The good : It feels much faster than the CP, some of the color options for the Start Screen are actually really nice (though some of them are horrible in my view, and I would've wanted a couple more Start Screen backgrounds), there isn't such a big delay when I invoke the charms bar, the Switcher has a text label for each of the running apps, the All Apps section seems (maybe it's just me) a bit less crowded, though I installed the same number of apps as in the CP. Also, I like the tweaks to the Aero theme and I'm really digging the new cursor. The flattened ribbon is nice but I think it'll look its best when all the icons are metrofied. Other than that, it's been pretty stable.

The bad : The store seems to take forever to install an app, whenever I try to add a new account in Mail and I go to Settings > Accounts and I click Add a new account, the pane on the side (or however that's called) disappears. Just like that. I've tried it multiple times, I tried installing / uninstalling , pin / unpin and even "Refresh / Reset your PC" . Nothing works, so I believe it's a problem with the metro apps. Also, in Calendar, if I try to add a new account, the same thing happens, only this time, not only does the pane disappear, it closes the app and takes me back to the Start Screen. In Music, whenever I try to get to the playback controls (via right click), the menu appears on the bottom, stays there for like a second and then disappears. I installed all the updates, all the drivers, and I have the exact same setup I did when I installed the CP. (these apps worked prefectly for me)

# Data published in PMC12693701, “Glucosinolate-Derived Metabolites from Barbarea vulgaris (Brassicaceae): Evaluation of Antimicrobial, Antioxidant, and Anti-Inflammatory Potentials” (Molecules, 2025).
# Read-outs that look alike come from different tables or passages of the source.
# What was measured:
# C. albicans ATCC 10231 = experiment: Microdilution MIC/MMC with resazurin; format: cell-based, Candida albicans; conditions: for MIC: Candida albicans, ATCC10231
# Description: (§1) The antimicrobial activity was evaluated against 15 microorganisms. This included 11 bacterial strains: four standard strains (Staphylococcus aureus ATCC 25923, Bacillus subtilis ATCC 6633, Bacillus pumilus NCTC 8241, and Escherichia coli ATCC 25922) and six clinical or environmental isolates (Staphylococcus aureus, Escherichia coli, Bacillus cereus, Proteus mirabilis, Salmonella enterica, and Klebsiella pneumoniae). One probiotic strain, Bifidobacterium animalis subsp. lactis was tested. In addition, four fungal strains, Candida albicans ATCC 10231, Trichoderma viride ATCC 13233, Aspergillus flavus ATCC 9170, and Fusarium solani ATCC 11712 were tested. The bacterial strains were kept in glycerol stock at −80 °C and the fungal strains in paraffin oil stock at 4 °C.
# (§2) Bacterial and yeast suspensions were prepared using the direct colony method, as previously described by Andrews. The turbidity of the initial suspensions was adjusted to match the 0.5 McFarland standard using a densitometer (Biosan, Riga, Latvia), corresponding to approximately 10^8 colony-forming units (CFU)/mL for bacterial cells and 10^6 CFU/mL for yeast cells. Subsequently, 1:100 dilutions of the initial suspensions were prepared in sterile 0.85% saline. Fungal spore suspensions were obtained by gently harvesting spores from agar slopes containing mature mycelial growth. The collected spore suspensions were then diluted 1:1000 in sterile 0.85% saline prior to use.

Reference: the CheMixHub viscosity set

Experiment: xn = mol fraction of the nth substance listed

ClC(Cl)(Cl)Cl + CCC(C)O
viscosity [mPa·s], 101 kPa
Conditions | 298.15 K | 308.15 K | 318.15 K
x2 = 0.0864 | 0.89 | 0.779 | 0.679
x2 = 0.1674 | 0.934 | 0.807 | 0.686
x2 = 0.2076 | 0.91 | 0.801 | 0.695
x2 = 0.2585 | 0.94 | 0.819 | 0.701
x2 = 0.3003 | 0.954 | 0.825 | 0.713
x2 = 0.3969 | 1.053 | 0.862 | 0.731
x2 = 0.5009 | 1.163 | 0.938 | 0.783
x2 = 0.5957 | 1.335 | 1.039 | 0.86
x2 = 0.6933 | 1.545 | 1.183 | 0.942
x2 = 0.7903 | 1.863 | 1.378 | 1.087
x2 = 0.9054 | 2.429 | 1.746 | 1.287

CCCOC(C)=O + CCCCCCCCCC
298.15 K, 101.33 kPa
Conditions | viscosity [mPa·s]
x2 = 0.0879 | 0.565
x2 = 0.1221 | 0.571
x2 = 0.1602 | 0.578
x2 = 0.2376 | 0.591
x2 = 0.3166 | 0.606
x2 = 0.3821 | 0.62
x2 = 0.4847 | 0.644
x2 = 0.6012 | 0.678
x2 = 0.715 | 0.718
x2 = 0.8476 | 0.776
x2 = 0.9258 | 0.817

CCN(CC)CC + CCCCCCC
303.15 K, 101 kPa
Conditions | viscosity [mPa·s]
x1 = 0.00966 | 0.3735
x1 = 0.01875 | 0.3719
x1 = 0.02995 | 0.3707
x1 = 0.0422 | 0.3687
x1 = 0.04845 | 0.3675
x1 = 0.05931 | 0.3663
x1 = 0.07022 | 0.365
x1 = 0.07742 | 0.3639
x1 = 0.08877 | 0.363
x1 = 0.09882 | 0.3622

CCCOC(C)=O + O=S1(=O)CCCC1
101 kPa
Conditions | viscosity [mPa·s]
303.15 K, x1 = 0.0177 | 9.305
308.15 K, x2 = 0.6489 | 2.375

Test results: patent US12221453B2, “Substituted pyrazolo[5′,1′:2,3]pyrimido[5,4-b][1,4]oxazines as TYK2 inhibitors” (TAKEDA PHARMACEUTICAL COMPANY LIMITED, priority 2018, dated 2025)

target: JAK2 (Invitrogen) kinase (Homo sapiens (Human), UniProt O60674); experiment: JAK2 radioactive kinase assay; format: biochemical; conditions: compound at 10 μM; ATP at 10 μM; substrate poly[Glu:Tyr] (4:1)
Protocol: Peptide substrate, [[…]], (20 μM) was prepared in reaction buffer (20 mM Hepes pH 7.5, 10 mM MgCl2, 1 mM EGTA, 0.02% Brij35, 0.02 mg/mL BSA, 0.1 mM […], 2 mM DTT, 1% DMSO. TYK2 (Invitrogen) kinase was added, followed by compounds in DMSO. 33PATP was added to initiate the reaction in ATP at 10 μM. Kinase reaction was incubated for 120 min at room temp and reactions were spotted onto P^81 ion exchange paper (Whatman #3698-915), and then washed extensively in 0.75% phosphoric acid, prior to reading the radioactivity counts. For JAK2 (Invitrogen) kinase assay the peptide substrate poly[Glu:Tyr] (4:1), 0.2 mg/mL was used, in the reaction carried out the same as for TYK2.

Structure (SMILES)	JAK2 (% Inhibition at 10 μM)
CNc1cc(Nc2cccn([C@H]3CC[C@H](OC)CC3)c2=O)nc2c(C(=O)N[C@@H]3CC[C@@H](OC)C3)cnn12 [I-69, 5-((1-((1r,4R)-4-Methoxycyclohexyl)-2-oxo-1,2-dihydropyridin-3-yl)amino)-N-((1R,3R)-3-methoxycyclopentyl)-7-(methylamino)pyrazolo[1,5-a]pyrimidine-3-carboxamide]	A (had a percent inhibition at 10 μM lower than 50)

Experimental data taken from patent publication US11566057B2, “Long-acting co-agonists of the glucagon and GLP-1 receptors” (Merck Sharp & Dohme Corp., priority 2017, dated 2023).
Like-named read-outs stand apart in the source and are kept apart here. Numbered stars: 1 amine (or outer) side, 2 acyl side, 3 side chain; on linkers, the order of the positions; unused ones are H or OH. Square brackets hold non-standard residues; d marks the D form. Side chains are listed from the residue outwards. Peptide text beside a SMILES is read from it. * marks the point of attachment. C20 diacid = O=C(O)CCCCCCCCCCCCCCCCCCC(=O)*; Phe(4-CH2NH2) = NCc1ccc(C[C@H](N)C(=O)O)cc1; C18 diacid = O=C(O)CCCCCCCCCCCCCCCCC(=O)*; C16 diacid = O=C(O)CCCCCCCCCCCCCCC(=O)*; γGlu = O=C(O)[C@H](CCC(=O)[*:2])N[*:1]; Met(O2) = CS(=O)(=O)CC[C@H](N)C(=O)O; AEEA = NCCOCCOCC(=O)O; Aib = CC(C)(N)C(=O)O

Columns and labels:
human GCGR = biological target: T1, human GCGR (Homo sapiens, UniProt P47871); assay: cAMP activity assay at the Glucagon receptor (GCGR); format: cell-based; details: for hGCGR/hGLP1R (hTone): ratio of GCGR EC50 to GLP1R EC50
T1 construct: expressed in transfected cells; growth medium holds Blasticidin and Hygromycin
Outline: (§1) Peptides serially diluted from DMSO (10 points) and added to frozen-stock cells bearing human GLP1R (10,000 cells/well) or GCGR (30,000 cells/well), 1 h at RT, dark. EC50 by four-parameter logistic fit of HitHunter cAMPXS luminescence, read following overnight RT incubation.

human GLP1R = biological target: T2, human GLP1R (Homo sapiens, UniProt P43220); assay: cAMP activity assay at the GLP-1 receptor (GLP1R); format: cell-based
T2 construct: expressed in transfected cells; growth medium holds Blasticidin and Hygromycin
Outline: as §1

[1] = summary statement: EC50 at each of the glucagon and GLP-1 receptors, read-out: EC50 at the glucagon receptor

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Metro apps not working like they should whenever I click on a app it takes me right back to the app screens and whenever I try to download and install new apps I get a error message all the time saying "Purchase Error This app isn't available right now. Please try again later." I didn't have this problem in Consumer. Am I the only one getting this message?

I will use Windows 8 for the Desktop new features IF there's a hack/tweak to disable the Start Screen. Don't have time to mess with this crap.

For IT technical administrative work and web development, Windows 8 is simply horrid in it's current state, but that is based on the consumer previews, the pro/enterprise versions might be different.
On the other hand, Windows Server 8 seems pretty much ok, with the exception of a missing menu at the desktop level.